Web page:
Grant winners - 7 November 2013

November 7, 2013

National Institute for Health Research

Health Technology Assessment Programme

  • Award winner: Edmund Lamb
  • Institution: East Kent Hospitals University NHS Foundation Trust
  • Value: £2,004,482

Accuracy of glomerular filtration rate estimation using creatinine, cystatin C and albuminuria for monitoring disease progression in patients with stage three chronic kidney disease: an observational study in a multiethnic population

Health Services and Delivery Research Programme

Improving the absorptive capacity of commissioning networks for critical review of evidence to reduce unplanned elderly care admissions into acute hospitals


Biotechnology and Biological Sciences Research Council

Research Grants

Molecular mechanisms of kinesin-5s in fungal mitosis

Functional analysis of ER and Golgi subdomains

Developing tools to investigate combinatorial control of mRNA metabolism


Royal Society

University Research Fellowships

Directing the synthesis of functional molecular materials

Cold gas as a probe of galaxy evolution


Leverhulme Trust

Research Project Grants
Social sciences

Demand shocks and productivity: evidence from a natural experiment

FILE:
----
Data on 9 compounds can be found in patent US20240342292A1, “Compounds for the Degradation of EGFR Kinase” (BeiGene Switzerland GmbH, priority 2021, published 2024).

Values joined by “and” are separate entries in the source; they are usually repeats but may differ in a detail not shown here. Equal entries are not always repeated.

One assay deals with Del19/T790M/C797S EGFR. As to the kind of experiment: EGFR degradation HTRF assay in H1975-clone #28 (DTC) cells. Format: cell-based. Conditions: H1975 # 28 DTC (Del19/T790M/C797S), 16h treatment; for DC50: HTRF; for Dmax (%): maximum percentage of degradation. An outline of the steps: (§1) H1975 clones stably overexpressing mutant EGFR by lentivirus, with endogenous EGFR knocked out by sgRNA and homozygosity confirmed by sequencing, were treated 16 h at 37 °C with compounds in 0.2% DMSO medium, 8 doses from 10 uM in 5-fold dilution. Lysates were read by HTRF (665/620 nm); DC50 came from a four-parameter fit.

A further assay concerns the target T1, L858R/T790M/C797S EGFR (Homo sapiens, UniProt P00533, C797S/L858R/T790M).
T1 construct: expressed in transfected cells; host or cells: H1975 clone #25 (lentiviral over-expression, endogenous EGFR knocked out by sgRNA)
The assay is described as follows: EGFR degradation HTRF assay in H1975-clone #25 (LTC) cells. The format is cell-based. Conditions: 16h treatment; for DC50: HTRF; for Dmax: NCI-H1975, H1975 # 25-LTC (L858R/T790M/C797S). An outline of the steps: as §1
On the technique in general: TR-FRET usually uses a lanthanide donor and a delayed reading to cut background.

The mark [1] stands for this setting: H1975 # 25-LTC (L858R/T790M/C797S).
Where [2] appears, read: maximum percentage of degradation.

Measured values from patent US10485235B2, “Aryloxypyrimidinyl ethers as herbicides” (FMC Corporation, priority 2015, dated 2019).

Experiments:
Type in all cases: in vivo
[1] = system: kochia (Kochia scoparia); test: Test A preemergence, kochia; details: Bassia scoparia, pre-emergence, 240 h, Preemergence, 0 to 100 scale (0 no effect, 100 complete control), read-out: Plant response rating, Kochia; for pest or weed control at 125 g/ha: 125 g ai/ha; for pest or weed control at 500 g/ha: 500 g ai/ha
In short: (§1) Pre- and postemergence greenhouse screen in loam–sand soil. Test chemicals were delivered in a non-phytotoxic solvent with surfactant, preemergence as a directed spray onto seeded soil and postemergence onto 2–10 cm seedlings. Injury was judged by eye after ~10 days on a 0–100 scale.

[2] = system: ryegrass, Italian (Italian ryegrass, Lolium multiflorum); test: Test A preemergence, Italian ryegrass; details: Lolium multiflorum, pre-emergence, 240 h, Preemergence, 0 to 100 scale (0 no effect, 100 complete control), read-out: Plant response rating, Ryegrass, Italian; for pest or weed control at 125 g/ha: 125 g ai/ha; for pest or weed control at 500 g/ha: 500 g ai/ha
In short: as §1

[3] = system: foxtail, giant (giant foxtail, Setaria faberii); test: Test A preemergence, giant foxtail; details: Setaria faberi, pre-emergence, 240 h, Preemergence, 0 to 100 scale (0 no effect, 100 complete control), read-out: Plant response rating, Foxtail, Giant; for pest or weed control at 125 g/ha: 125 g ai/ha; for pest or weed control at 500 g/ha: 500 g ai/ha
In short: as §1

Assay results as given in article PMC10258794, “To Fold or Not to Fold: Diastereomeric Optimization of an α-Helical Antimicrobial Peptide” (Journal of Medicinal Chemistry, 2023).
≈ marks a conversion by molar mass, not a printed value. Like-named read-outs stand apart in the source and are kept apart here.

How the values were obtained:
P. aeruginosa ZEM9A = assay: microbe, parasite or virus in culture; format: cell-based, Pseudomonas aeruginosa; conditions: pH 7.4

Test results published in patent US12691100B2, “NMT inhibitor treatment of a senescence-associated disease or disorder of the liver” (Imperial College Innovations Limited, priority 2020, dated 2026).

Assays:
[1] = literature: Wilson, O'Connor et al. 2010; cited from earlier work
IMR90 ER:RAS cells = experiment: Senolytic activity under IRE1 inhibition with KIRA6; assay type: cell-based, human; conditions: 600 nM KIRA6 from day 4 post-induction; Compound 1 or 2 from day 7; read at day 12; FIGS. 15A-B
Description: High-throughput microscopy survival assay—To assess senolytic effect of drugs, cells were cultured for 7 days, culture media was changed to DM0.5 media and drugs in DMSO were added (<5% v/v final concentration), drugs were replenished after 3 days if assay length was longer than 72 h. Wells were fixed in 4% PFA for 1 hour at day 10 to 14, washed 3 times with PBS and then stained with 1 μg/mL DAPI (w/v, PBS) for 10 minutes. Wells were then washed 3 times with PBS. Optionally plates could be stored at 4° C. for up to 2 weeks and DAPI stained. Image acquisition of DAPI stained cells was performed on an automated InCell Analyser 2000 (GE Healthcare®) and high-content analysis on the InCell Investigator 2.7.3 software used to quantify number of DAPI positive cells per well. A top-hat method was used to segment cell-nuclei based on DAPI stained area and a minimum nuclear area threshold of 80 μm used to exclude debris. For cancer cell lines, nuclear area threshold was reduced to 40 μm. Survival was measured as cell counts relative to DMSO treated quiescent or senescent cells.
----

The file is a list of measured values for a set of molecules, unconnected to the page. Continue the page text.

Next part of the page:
Untapped manuscripts and reading traditions for a new Biblical Hebrew grammar


Climatic, environmental and tectonic influences on prehistoric human development in Iran

In detail

Matthew Worley, University of Reading


Award winner: Matthew Worley
Institution: University of Reading
Value: £110,569

Punk, politics and British youth culture 1975-85

“Punk has become a defining moment of British cultural history,” writes Matthew Worley on the Leverhulme Trust website. “In its rhetoric and style, [it] seemed to encapsulate the late 1970s: the sense of crisis so resonant of the decade. It also seemed to infuse youth culture and popular culture with political significance.” This project is designed to examine the substance of punk, looking at its performance, processes and product to assess the extent of its significance as a site of political expression. In so doing, it will explore the ways in which youth culture and popular music can reflect and drive social change. It will also consider how young people forge and express their political opinions.

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